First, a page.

Six years after the Fukushima disaster prompted an electricity crisis in Japan and sent tremors throughout the world’s nuclear power sector, Japan is determined to continue its reliance on nuclear for nearly a fifth of its power needs in the long term.
Nuclear will make up 20% to 22% of Japan’s power mix by 2030, under a long-term plan issued in 2015, Hirohide Hirai, the director general of Japan’s Ministry of Economy, Trade, and Industry (METI), told attendees at CERAweek by IHS Markit, which is taking place in Houston this week.
On March 11, 2011, nearly a day after the 3-minute, 9.0-magnitude Great Tohoku Earthquake struck northeastern Japan—and unleashed a tsunami that killed 20,000 people—the world learned that Tokyo Electric Power Co.’s (TEPCO’s) Fukushima Daiichi and Daini nuclear plants were in peril after rising waters inundated and disabled offsite power supplies.
All of Japan’s nuclear power plants were shut down for safety checks after the disaster. Six years later, only three of 45 operable reactors have come online: Kyushu Electric’s Sendai 1 and 2 (restarted in 2015), and Shikoku Electric Power Co.’s Ikata 3 (restarted in August 2016). Kansai Electric’s Takahama 3 and 4 were restarted but have been idled after a March 2016 court injunction lodged by anti-nuclear activists.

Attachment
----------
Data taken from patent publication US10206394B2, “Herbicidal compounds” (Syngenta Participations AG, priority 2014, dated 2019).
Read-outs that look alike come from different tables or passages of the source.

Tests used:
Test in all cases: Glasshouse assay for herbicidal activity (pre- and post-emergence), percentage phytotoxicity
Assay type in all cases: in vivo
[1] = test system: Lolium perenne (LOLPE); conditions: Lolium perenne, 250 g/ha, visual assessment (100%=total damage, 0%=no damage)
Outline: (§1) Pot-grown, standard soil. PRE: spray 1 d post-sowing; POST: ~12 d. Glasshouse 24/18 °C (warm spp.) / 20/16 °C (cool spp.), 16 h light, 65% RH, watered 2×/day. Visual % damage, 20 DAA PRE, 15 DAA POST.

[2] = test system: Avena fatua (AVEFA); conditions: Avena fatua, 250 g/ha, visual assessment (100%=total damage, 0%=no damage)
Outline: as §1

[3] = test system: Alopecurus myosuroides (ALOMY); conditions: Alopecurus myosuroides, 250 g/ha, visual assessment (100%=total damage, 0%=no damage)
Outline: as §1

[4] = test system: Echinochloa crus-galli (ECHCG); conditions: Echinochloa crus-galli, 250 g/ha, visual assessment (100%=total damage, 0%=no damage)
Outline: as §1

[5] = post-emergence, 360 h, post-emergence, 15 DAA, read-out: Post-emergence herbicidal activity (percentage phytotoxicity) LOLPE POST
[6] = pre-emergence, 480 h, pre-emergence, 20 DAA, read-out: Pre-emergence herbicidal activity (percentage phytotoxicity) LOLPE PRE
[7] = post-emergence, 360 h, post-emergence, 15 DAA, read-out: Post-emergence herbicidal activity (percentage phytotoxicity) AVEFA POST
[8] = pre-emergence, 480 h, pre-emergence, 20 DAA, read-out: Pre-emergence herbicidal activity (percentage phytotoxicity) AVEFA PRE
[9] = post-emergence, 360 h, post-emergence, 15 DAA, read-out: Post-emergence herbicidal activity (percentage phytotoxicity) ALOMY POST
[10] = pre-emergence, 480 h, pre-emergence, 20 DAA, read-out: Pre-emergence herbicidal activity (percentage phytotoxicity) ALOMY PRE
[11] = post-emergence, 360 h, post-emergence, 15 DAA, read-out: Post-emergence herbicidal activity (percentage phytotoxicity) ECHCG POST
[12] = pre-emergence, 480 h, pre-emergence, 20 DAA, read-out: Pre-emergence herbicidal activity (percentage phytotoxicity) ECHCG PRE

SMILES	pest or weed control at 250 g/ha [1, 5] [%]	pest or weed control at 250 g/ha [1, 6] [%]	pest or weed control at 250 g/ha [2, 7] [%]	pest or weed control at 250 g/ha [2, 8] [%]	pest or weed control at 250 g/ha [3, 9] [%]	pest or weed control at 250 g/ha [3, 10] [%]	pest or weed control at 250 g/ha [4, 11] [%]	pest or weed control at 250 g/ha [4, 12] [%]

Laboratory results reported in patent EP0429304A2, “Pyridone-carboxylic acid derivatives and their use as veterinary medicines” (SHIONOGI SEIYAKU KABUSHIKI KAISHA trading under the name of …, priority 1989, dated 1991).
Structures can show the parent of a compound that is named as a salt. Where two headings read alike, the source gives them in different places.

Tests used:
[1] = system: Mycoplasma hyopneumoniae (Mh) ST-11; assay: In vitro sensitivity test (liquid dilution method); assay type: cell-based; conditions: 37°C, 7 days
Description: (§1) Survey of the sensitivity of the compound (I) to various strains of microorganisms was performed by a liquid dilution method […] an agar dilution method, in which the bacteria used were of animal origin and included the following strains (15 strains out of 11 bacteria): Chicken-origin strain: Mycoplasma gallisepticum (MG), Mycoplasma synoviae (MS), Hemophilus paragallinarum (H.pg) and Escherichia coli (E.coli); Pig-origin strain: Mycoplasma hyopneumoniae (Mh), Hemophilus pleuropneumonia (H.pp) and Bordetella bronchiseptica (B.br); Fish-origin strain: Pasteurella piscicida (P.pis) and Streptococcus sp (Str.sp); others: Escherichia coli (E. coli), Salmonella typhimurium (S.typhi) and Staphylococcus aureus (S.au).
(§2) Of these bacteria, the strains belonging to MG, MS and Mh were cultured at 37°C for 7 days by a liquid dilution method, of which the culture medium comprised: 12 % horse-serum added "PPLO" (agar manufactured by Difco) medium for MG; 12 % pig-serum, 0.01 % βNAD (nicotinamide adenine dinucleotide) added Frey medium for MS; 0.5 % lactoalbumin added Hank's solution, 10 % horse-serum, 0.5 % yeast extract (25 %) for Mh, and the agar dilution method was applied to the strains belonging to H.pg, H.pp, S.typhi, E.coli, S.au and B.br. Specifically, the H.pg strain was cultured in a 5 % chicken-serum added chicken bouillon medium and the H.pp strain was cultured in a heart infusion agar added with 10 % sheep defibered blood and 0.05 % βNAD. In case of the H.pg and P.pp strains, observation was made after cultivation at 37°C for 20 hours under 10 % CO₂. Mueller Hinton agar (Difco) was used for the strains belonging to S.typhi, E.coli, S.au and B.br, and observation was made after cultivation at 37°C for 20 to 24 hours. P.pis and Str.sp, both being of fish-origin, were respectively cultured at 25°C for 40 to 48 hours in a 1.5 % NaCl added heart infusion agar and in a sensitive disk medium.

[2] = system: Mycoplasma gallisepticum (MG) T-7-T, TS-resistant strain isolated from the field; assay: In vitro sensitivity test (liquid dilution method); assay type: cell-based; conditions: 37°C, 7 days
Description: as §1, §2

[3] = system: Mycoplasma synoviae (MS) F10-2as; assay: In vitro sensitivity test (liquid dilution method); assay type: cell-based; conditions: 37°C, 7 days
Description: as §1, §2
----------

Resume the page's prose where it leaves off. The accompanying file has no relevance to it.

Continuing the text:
On Wednesday, Hirai reiterated that Japan’s reactors would be restarted only after strict checks by its Nuclear Regulation Authority (NRA). “So, the natural outcome is very slow to recover,” he said.
This year, the country will “hopefully” see the restart of Takahama 3 and 4, he said. The NRA cleared another two reactors in Genkai, Saga Prefecture, to restart in January, and on March 7, the town’s mayor notified Kyushu Electric Power Co. of his decision to allow the reactors to restart. In February, meanwhile, Ohi 3 and Ohi 4, reactors in Fukui Prefecture owned and operated by Kansai Electric Power Co. also got the NRA’s clearance to restart.
“Maybe by next year, those restarts will begin to reduce emissions and the need for natural gas,” Hirai said.
In the aftermath of the disaster, Japan increasingly relied on coal and natural gas (which is totally imported liquefied natural gas) to fuel its power plants. In 2016, however, the country also saw a notable surge in renewable power capacity.
Japan moved to liberalize its retail electricity market in April 2016, enabling consumers to choose their power suppliers. The change resulted in more than 300 new entrants into the market that had previously been dominated by 10 large power companies.
—Sonal Patel, associate editor (@POWERmagazine, @sonalcpatel)